Teaching Your Grandchildren the Love of Books

Teaching Your Grandchildren the Love of Books

Grandparents. They are the greatest people in the world. Especially when you are a tired parent getting home from work and the kids are in full zoo-animal-cry-and-make-a-mess mode. They are the (not always) grey-haired superheroes who treat their grandchildren like the small princes and princesses they deserve to be while mum and dad have a couple of minutes to catch up on washing or just have a moment. They listen to their own kids about how hard raising kids is while smiling as if to say, ‘tell me more about how a small version of you is a confrontational little madam/master who only makes a mess and demands snacks and TV.’

I’m a children’s author and primary school teacher, and I am lucky enough to get a front-row seat to what works with kids and what does not. I’ve seen nearly everything, from kids absolutely thriving to some who are just surviving. I’ve had some interesting conversations over the past 13 years of educating upper primary-level kids. From ‘I caught mum and dad wrestling’ to ‘my grandparents are coming this weekend, and my grandma always brings me new books to read!’ Kids tell teachers a lot about their home life.

When kids discuss their grandparents, their eyes light up. They are the ones who bring food their ‘new age parents’ won’t let them have, do marginally dangerous things while mum and dad aren’t watching, and turn up to sports practises, dance recitals and parent-teacher interviews. During the parent-teacher interviews, I’ve met many exceptional grandparents and parents and have gone out of my way to ask them what the secret is to creating such a great kid.

One set of grandparents I asked made it their mission to instil a love of reading with their grandson. Every time they went around to his house, they made sure they read his books, from picture books to novels. If he wasn’t interested, they would read it in front of him, not to him, and then point out the best parts to everyone else in the room. Then they’d leave the books lying around for him to find. Guess what? He has picked up all the books from The Little Yellow Digger to novels like The Hobbit. They never forced him to read. There was no, ‘Come on, come read to Grandad!’ It was an option they expertly sold to him. ‘Take it or leave it; your mum and I love this book.’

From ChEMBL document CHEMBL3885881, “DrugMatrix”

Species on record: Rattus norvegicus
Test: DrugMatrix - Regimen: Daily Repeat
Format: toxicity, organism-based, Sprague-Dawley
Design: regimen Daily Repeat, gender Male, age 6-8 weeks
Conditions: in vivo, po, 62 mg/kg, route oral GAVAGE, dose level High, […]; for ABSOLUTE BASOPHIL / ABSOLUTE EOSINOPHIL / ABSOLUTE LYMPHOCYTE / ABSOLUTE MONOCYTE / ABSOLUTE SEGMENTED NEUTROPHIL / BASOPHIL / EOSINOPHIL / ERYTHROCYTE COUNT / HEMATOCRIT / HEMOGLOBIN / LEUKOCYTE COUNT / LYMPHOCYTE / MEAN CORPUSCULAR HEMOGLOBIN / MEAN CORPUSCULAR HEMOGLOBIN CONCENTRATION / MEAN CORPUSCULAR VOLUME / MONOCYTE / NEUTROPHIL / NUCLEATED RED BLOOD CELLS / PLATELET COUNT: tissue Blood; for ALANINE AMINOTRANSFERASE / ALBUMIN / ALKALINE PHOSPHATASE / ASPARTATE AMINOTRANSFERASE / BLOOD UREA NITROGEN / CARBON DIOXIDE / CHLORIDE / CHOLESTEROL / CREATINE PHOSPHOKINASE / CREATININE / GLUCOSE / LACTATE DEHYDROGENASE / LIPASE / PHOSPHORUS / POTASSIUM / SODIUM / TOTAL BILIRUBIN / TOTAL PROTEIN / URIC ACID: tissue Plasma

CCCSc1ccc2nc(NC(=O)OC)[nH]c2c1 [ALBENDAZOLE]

When you think of the phrase ‘monkey see monkey do,’ can you think of an example from your life where this was not just an expression? The grandchild knew they could read The Little Yellow Digger, so they wanted to show off that they could. I love this approach because the book is achievable for them. They are level with the grandparents and other family members. If you replaced the book with The Da Vinci Code, which is about 140,000 words of impossible sentences for kids, when the child picks it up, they could get the feeling of ‘I’ll never be able to do this’ and could be turned off reading. I’m not saying don’t read your books in front of them, though. It’s really valuable, but occasionally, on purpose, validate their books and read them in front of your grandchild. People want what they can’t have, especially kids.

Another child I taught had grandparents who lived in Gore in the South Island. The grandchild lived in Mount Maunganui and missed her grandparents like crazy. So the grandmother bought a picture book and sent it up to her granddaughter so they could do a video call. She had bought a second copy of the book and was reading the book in Gore while up in The Mount, her grandchild was giggling away at The Wonky Donkey. Technology can make a huge difference in a world where people live so far away.

That same grandmother would record herself reading books and email them up for the family. She would then courier the physical books up so the girl could read along with her beloved granny. They now have a bank of videos and books read by granny, which I am sure the family will treasure forever. It also made the granny a TV star in her grandchild’s eyes, making granny super cool!

There is no app to replace the lap. I’ve watched my own kids sit on their grandparents like they are the comfiest recliners on earth, and they giggle and roar and gasp at the stories they are reading. They run to their granny’s bags and dig for new books, which they know are hidden in the depths of their fabulous grandparents’ bags and shout and dance with eyes that shine brighter than grandad’s shiny new car.

Really, what I am saying is on behalf of parents everywhere, thank you for making the difference. Thanks for playing with the kids. Thanks for baking sugar-free baking because your daughter is trying to limit sugar. Thanks for taking over while we parents are tired from work and looking after the kids. And thanks for creating a world where your grandkids can do anything, starting with learning to read.

Mr Mac, author of The Super Weirdos and the Battle of Bash (RRP 18.99) and The Super Weirdos and the Royal Roodle Rumble (RRP 21.99). www.mrmacsbooks.co.nz